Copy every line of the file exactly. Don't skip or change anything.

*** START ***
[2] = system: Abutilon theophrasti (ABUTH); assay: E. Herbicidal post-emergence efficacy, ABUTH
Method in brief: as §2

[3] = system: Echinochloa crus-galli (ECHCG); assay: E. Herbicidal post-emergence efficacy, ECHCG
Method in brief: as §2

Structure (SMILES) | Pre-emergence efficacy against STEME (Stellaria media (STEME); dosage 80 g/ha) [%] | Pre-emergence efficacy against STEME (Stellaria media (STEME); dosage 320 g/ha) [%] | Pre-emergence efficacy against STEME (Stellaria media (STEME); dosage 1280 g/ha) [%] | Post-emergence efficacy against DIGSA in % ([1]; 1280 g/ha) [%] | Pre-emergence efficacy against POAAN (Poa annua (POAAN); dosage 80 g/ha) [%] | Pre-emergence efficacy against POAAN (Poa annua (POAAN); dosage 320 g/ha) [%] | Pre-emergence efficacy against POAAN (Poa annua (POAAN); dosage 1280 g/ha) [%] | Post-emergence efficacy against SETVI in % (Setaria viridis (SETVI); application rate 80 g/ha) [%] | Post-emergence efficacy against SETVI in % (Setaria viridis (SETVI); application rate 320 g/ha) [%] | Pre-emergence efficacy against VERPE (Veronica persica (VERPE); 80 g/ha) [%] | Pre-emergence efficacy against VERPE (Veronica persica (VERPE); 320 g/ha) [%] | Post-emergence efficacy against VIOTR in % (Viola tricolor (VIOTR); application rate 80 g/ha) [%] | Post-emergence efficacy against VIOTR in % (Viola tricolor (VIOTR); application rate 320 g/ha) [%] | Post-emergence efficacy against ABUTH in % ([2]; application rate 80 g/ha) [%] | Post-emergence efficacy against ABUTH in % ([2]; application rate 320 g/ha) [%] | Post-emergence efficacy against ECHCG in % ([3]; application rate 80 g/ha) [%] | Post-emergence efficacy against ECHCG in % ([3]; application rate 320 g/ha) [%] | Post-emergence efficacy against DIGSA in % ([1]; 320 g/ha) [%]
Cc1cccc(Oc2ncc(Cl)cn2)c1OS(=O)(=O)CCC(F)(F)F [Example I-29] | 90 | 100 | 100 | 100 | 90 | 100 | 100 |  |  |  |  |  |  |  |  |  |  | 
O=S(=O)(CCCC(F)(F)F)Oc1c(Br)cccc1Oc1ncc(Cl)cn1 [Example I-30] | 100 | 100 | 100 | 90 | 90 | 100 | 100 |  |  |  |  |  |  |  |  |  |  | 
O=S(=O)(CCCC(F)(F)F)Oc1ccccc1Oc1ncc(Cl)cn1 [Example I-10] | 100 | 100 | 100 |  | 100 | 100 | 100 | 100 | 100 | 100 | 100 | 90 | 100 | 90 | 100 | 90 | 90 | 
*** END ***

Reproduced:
[2] = system: Abutilon theophrasti (ABUTH); assay: E. Herbicidal post-emergence efficacy, ABUTH
Method in brief: as §2

[3] = system: Echinochloa crus-galli (ECHCG); assay: E. Herbicidal post-emergence efficacy, ECHCG
Method in brief: as §2

Structure (SMILES) | Pre-emergence efficacy against STEME (Stellaria media (STEME); dosage 80 g/ha) [%] | Pre-emergence efficacy against STEME (Stellaria media (STEME); dosage 320 g/ha) [%] | Pre-emergence efficacy against STEME (Stellaria media (STEME); dosage 1280 g/ha) [%] | Post-emergence efficacy against DIGSA in % ([1]; 1280 g/ha) [%] | Pre-emergence efficacy against POAAN (Poa annua (POAAN); dosage 80 g/ha) [%] | Pre-emergence efficacy against POAAN (Poa annua (POAAN); dosage 320 g/ha) [%] | Pre-emergence efficacy against POAAN (Poa annua (POAAN); dosage 1280 g/ha) [%] | Post-emergence efficacy against SETVI in % (Setaria viridis (SETVI); application rate 80 g/ha) [%] | Post-emergence efficacy against SETVI in % (Setaria viridis (SETVI); application rate 320 g/ha) [%] | Pre-emergence efficacy against VERPE (Veronica persica (VERPE); 80 g/ha) [%] | Pre-emergence efficacy against VERPE (Veronica persica (VERPE); 320 g/ha) [%] | Post-emergence efficacy against VIOTR in % (Viola tricolor (VIOTR); application rate 80 g/ha) [%] | Post-emergence efficacy against VIOTR in % (Viola tricolor (VIOTR); application rate 320 g/ha) [%] | Post-emergence efficacy against ABUTH in % ([2]; application rate 80 g/ha) [%] | Post-emergence efficacy against ABUTH in % ([2]; application rate 320 g/ha) [%] | Post-emergence efficacy against ECHCG in % ([3]; application rate 80 g/ha) [%] | Post-emergence efficacy against ECHCG in % ([3]; application rate 320 g/ha) [%] | Post-emergence efficacy against DIGSA in % ([1]; 320 g/ha) [%]
Cc1cccc(Oc2ncc(Cl)cn2)c1OS(=O)(=O)CCC(F)(F)F [Example I-29] | 90 | 100 | 100 | 100 | 90 | 100 | 100 |  |  |  |  |  |  |  |  |  |  | 
O=S(=O)(CCCC(F)(F)F)Oc1c(Br)cccc1Oc1ncc(Cl)cn1 [Example I-30] | 100 | 100 | 100 | 90 | 90 | 100 | 100 |  |  |  |  |  |  |  |  |  |  | 
O=S(=O)(CCCC(F)(F)F)Oc1ccccc1Oc1ncc(Cl)cn1 [Example I-10] | 100 | 100 | 100 |  | 100 | 100 | 100 | 100 | 100 | 100 | 100 | 90 | 100 | 90 | 100 | 90 | 90 | 